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chisel explosion??

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Forum topic by planeBill posted 07-02-2012 12:39 PM 888 views 0 times favorited 8 replies Add to Favorites Watch
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planeBill

480 posts in 1065 days


07-02-2012 12:39 PM

I have never seen anything like this before, have you? I was chopping out a fingerjoint type joint in some QSWO I was going to use to make a small-ish tool chest. I was using an old stanley 750 3/4 chisel that, while I’ll admit had some very minor pitting, but otherwise in very nice condition. Force was provided by a, what I would consider, my small white oak mallet. One hit, straight down, not a homerun swing but I had to put a little something into it, it is QSWO. The tip of the chisel about 3/4” up gave a loud gunshot like sound and seperated from the rest of the chisel remaining perfectly vertical in the joint. A beautifully clean break, straight across the blade. WTH??!!

-- I was born at a very young age, as I grew up, I got older.


8 replies so far

View jmos's profile

jmos

681 posts in 1026 days


#1 posted 07-02-2012 01:22 PM

Sounds to me like it was already partly fractured, and the blow was enough to make it let go. But, No, I’ve never heard of anything like that before. Glad you weren’t hurt! If you had been holding the chisel low by the blade it could have been ugly.

-- John

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Bluepine38

2876 posts in 1741 days


#2 posted 07-02-2012 01:40 PM

Since it is an old chisel, there have probably been times when it was used to lever some wood out of the
cut being made. That could have started a stress fracture that got worse over time, or there could have
been a fault in the chisel from the beginning, if you have a master blacksmith near you, they might be able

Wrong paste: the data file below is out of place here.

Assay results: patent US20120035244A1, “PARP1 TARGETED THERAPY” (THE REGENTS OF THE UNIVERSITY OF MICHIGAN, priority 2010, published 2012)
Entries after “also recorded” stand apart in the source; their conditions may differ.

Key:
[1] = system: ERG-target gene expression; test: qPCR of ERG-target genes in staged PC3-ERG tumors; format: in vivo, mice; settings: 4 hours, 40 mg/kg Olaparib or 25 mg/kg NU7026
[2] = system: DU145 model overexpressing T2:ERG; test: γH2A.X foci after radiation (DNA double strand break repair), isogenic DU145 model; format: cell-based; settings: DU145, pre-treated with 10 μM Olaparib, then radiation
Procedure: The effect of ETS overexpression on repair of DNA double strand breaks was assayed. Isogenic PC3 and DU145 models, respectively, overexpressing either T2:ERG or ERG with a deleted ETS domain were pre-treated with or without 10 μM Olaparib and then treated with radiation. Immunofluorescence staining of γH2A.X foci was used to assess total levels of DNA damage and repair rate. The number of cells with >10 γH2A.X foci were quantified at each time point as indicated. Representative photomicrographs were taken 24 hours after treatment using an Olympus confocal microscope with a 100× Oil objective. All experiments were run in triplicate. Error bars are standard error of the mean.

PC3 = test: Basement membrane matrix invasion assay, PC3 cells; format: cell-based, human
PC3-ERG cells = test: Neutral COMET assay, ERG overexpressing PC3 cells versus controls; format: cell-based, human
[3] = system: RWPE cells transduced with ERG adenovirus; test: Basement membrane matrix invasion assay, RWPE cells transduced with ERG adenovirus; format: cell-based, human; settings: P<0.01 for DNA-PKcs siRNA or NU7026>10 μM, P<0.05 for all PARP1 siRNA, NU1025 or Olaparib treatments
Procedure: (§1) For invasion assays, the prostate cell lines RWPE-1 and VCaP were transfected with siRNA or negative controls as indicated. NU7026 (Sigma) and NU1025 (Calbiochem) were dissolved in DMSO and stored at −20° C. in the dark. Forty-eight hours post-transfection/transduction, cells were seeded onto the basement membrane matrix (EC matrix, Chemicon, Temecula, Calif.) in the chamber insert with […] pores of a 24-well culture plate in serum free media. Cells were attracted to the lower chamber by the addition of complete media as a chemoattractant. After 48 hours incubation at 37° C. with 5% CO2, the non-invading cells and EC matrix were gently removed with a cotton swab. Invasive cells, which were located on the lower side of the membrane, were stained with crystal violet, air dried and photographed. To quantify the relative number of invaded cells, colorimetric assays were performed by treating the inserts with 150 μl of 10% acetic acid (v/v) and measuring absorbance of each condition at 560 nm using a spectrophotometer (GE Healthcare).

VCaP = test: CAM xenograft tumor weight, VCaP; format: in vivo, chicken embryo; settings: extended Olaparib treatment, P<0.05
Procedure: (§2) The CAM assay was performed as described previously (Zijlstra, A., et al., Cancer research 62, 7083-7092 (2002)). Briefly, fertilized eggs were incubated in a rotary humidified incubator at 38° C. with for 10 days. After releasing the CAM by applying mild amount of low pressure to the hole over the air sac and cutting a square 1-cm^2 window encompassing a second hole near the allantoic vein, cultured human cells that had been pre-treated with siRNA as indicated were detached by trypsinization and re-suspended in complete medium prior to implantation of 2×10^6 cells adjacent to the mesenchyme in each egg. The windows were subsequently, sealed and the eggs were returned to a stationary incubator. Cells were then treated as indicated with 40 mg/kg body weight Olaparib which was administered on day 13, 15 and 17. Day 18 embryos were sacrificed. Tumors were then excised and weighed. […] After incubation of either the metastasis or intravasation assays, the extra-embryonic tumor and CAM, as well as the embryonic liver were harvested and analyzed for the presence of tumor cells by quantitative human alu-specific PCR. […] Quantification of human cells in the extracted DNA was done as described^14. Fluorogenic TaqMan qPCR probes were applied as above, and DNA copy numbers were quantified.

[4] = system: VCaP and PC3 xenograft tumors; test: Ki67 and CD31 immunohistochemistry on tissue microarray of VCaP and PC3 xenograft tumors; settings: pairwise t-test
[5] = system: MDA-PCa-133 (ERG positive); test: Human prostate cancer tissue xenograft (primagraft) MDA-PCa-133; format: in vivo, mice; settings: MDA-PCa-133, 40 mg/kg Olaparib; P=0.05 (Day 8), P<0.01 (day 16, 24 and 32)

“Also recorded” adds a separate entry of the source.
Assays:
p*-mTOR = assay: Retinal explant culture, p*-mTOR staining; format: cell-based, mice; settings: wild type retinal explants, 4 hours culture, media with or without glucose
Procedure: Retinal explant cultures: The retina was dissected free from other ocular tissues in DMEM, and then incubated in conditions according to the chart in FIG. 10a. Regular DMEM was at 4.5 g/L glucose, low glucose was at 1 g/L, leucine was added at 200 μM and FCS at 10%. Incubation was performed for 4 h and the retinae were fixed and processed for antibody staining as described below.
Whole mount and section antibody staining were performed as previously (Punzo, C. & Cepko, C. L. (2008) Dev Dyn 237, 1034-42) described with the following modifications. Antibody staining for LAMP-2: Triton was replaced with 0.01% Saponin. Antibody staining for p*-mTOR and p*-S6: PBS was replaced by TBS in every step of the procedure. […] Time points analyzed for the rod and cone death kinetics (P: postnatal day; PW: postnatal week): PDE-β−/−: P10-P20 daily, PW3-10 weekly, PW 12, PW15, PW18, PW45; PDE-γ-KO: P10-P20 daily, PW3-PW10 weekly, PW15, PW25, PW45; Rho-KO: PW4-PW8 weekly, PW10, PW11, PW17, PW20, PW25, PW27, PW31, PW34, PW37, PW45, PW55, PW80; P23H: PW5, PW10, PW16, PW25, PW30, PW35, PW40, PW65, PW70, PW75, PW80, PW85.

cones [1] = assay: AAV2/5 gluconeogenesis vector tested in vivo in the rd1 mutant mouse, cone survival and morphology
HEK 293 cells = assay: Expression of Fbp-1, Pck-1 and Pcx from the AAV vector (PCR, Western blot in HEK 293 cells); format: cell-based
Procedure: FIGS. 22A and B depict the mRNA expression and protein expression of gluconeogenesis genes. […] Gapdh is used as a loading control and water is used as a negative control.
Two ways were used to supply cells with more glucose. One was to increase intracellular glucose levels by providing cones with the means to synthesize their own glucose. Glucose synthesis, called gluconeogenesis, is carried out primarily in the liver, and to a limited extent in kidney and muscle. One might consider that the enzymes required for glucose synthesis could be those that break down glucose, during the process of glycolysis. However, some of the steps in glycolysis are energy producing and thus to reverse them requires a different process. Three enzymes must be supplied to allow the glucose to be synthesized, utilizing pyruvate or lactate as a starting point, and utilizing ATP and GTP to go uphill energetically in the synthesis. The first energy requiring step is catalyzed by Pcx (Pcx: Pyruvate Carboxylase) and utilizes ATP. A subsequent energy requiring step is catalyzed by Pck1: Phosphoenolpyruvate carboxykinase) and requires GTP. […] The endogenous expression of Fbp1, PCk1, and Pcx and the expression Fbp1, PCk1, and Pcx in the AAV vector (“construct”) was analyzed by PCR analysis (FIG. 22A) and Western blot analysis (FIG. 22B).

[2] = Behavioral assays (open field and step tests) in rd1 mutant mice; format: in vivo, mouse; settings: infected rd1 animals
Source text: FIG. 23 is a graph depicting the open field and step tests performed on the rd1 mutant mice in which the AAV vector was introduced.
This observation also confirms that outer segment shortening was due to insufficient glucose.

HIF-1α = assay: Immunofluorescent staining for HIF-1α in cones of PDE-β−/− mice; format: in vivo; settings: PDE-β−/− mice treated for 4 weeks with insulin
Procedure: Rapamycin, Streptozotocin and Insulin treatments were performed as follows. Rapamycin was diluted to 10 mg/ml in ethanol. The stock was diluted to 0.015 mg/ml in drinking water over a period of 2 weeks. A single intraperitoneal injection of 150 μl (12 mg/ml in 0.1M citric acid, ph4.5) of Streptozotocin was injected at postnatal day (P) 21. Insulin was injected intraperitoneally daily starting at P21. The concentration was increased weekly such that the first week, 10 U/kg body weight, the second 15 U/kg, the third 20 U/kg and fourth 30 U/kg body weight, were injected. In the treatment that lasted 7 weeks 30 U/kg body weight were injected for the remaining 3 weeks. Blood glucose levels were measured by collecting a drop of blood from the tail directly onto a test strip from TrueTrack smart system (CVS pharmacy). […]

to give you an answer. I repeat John’s message, glad you were not hurt.

-- As ever, Gus-the 75 yr young apprentice carpenter

View Brett's profile

Brett

621 posts in 1339 days


#3 posted 07-02-2012 11:07 PM

Just like a baseball player who pulls a hamstring while “just jogging through the outfield”, usually the damage started long before and what appears to be an insufficient cause is just the proverbial straw that breaks the camel’s back.

-- More tools, fewer machines.

View JJohnston's profile

JJohnston

1578 posts in 1947 days


#4 posted 07-02-2012 11:26 PM

Can you take pictures? Can you describe the appearance of the broken surfaces? Usually, “old break” looks different than “new break”, so if it had been cracked for a long time, you can tell.

The break goes straight across? Is it perpendicular to the blade in every plane (side to side and front to back), or is it straight in one direction and angled in another?

-- "Sorry I'm late. Somebody tampered with my brakes." "You should have been early, then."

View planeBill's profile

planeBill

480 posts in 1065 days


#5 posted 07-03-2012 12:20 AM

After a thorough cleaning and tuning of it I really didnt see anything indicating abuse or a break or fracture. Not to say I could have seen a microscopic but there was nothing glaring. It did indeed break in a very symetrical manner, straight acrossthe width and thickness or side to side and front to back.
I’ll try to post from my phone it may or may not work. It definitely looked new to me and the dark area on the pic is from where I rubbed my thumb across it staring in amazement.


Like I said the discoloration was not there until I touched it. I all looked very fresh but I have never seen this before so I really dont know

-- I was born at a very young age, as I grew up, I got older.

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ksSlim

984 posts in 1546 days


#6 posted 07-03-2012 02:49 AM

Looks like a quench break, happens on iron/steel that has been heated and quenched (quickly cooled) and not properly tempered. Never seen it on an older chisel but have seen it in amatuer or new smiths makeing hot chisels or punches.

-- Sawdust and shavings are therapeutic

View planeBill's profile

planeBill

480 posts in 1065 days


#7 posted 07-03-2012 01:30 PM

Did you notice how shiney and flat I had the back of that thing? I put a lot of work into that one. ^&%&# :)
Thanks for the thoughts on this. I didn’t have to regrind this one, maybe the former owner? Would this have to be done during manufacture or could this have been caused at a later time? The getting too hot and quick cooling I mean.

-- I was born at a very young age, as I grew up, I got older.

View Oldelm's profile

Oldelm

75 posts in 831 days


#8 posted 07-03-2012 02:02 PM

Happy you did not get injured. I believe I have done this to myself years ago. I had no idea about steel properties and would grind cold chisels until super red hot and the quench in water. I had no idea what I was doing I had just seen others quench things. Take one of those and apply it to some metal with a heavy ball peen and just shatter the edge. Only later did I learn a little more about heating steel. Now I am just plain dangerous so I stick with the stones.

-- Jim, Missouri

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